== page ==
Dresden 2017 – wissenschaftliches Programm
CPP 4.1: Hauptvortrag
Montag, 20. März 2017, 10:15–10:45, ZEU 114
Membrane nanotube formation in giant vesicles — •Rumiana Dimova — Max Planck Institute of Colloids and Interfaces, Science Park Golm, 14424 Potsdam, Germany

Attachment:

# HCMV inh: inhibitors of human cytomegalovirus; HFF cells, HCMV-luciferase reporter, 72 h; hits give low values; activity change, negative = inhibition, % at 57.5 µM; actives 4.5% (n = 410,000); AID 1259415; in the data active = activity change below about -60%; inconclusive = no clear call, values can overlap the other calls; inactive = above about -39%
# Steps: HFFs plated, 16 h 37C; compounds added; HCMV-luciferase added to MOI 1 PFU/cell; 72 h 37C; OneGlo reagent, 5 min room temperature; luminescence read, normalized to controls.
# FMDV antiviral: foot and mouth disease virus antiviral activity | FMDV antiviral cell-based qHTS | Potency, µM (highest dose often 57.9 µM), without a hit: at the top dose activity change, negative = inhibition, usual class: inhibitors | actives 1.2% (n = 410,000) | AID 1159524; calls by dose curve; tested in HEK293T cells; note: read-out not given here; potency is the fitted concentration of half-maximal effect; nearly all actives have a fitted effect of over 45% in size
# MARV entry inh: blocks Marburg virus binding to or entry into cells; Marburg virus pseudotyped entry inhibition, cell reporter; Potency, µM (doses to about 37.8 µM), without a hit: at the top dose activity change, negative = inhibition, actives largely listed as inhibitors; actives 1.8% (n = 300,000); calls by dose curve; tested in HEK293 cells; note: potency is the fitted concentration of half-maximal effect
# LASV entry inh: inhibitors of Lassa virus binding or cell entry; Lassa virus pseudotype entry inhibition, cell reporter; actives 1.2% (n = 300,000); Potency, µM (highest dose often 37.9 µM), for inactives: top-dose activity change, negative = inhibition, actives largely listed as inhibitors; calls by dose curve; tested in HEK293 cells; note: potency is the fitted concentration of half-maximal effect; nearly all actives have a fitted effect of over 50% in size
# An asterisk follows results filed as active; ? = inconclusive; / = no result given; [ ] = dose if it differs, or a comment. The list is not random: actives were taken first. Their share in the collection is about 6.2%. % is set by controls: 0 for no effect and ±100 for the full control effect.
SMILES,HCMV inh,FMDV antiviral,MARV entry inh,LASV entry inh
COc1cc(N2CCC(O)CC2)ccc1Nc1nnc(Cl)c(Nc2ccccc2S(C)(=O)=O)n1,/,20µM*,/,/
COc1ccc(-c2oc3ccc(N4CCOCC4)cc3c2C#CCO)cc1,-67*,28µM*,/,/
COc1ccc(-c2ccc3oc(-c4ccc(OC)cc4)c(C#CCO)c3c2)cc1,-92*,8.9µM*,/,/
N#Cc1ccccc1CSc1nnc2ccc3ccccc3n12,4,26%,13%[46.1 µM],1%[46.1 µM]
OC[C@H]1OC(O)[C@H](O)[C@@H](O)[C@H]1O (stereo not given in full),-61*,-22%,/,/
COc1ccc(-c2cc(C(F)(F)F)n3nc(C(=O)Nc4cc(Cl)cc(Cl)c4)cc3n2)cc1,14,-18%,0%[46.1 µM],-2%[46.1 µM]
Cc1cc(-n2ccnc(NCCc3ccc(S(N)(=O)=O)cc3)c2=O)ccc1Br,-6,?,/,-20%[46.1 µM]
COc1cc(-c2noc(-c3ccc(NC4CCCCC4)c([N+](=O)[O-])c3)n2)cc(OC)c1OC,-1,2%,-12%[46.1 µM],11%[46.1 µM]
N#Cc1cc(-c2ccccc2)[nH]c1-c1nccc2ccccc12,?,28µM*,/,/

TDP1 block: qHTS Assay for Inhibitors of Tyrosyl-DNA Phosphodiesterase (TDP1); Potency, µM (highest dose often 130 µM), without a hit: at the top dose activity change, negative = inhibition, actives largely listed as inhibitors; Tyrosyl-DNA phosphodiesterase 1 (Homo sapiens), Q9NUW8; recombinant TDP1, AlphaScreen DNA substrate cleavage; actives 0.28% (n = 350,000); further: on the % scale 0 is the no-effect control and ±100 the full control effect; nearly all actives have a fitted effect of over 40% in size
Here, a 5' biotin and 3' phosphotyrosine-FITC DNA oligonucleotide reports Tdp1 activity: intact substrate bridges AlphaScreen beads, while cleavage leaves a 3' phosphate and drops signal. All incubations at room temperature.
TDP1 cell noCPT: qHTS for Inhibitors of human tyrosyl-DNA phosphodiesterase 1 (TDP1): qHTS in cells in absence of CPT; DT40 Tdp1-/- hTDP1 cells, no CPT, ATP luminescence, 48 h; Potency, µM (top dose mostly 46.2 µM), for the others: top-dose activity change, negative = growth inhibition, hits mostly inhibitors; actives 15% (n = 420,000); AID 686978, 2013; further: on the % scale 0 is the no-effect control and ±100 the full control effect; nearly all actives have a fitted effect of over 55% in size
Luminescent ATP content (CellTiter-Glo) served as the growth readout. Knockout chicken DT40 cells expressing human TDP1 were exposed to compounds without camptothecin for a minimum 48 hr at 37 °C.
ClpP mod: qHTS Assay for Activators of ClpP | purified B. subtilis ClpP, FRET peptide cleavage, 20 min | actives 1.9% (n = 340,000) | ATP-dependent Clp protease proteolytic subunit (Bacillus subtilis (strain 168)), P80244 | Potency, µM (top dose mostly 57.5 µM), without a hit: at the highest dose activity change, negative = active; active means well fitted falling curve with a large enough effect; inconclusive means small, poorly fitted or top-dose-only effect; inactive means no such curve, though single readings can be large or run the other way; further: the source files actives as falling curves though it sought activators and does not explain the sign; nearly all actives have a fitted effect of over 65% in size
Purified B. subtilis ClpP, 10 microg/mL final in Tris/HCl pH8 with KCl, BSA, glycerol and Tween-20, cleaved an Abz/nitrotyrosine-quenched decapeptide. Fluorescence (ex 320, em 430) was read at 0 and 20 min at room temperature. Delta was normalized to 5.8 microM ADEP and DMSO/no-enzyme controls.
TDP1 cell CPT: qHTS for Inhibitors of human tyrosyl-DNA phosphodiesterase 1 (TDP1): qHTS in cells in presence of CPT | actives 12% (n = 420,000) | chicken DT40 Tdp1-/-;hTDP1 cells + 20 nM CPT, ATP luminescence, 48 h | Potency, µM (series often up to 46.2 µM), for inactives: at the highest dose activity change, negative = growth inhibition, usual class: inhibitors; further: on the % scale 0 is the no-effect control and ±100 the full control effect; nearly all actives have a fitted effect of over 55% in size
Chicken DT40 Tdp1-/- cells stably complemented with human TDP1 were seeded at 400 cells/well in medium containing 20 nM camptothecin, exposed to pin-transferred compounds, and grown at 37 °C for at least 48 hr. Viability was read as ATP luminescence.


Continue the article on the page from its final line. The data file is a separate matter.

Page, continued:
Nanotubes are ubiquitous in cells. Examples for tubular structures are provided not only by organelles such as the Golgi body and the endoplasmic reticulum but also by intercellular connections between different cells. Their geometry and large area-to-volume ratio make them an excellent natural tool for membrane storage, sorting and transport. Such nanotubes can also be formed from synthetic lipid bilayers. Here, we discuss two systems based on giant vesicles, within which lipid nanotubes are generated and stabilized by spontaneous curvature. In the first case, we employ membranes doped with the ganglioside GM1 (Biophys. J. 111:1935, 2016). Upon dilution, the vesicle membrane exhibits asymmetric composition set by the different surface GM1 coverage on the two membrane leaflets. Employing vesicle micromanipulation and electroporation, we could assess the GM1 asymmetry and the associated spontaneous curvature. In the second system, the two leaflets of the bilayer have the same composition, but the solutions in contact with the inner and outer leaflet differ in the concentration of polyethylene glycol (PEG). We show that the spontaneous curvature is now generated by weak adsorption of PEG onto the membranes (ACS Nano 10:463, 2016). The tube shapes, cylindrical or necklace-like, and their diameters can be varied by the membrane composition and bending rigidity. We demonstrate this variation by employing membranes in the liquid-ordered and liquid-disordered phase state.